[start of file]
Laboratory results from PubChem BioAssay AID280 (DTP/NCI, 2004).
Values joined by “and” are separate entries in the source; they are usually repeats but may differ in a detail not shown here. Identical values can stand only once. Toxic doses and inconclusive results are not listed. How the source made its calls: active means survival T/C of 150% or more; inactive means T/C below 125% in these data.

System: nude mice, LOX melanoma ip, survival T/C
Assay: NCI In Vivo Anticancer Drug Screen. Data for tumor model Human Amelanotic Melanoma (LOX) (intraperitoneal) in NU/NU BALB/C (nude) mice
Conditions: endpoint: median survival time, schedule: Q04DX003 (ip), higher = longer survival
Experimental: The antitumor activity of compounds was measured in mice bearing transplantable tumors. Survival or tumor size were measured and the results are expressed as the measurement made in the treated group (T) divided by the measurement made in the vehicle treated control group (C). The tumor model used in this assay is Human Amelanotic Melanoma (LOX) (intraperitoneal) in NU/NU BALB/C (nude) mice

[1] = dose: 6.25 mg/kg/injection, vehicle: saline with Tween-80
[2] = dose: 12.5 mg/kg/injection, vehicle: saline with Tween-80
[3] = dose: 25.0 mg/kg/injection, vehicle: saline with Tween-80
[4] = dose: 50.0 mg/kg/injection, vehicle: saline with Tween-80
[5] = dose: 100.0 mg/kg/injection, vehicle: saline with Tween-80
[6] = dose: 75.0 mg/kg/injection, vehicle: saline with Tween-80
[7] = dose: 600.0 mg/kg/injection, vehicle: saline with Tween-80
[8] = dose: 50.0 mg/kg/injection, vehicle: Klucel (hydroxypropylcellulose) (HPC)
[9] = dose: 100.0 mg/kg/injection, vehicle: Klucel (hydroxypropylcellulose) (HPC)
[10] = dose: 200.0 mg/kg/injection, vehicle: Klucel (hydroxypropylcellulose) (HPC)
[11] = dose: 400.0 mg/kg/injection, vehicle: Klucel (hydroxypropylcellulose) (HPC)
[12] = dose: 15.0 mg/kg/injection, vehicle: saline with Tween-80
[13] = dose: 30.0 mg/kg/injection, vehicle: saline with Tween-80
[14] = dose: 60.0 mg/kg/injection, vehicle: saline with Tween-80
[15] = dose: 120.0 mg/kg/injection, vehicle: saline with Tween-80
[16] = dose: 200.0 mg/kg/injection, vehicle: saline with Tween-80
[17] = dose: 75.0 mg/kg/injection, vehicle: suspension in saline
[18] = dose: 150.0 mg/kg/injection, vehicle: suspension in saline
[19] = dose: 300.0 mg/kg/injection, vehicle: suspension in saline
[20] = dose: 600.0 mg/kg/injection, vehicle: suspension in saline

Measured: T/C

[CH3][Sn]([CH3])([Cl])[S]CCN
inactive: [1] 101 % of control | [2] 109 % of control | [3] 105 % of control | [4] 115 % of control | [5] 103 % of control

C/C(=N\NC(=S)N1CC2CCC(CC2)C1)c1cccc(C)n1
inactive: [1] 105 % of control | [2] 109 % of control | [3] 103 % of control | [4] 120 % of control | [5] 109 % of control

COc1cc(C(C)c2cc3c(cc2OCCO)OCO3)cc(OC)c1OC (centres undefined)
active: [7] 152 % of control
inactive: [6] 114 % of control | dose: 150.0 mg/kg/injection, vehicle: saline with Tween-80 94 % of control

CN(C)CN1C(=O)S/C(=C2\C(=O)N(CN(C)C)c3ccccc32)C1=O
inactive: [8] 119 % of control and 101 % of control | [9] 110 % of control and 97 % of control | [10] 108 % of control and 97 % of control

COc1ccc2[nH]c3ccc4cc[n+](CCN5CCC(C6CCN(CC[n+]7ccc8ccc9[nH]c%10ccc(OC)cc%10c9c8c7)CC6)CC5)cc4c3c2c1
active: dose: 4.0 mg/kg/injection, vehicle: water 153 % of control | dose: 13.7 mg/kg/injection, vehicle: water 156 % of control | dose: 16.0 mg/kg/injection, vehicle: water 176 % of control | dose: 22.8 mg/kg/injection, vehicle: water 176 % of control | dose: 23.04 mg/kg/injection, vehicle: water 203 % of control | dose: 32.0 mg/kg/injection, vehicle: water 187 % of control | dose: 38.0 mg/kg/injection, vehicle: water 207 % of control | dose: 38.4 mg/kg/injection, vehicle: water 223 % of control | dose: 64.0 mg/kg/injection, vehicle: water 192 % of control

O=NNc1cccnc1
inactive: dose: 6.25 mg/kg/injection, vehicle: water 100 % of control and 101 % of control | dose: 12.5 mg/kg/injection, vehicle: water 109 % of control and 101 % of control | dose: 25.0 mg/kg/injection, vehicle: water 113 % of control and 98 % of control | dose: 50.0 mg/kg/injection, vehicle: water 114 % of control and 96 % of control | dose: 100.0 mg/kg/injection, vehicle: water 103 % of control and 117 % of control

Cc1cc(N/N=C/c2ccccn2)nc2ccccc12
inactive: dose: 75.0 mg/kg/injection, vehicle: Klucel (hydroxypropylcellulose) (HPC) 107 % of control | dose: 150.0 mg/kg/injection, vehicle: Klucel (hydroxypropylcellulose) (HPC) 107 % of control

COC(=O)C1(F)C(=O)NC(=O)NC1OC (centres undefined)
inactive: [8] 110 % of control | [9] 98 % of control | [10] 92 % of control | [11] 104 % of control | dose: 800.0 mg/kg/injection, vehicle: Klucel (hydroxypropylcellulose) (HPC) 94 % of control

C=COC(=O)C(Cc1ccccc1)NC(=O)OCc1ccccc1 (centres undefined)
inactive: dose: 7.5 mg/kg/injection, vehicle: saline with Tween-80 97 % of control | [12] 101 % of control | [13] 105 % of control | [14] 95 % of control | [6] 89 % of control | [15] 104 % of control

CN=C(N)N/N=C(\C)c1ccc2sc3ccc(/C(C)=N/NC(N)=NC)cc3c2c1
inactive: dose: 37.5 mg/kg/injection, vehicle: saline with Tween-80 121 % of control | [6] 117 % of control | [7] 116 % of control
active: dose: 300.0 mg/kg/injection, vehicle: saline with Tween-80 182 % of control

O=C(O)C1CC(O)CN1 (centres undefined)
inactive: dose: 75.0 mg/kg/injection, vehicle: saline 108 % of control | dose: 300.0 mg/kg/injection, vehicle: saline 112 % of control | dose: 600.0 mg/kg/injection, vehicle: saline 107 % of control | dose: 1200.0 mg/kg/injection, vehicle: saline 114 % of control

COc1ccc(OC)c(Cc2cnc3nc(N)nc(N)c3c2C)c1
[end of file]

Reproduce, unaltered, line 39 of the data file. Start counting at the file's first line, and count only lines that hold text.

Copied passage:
O=NNc1cccnc1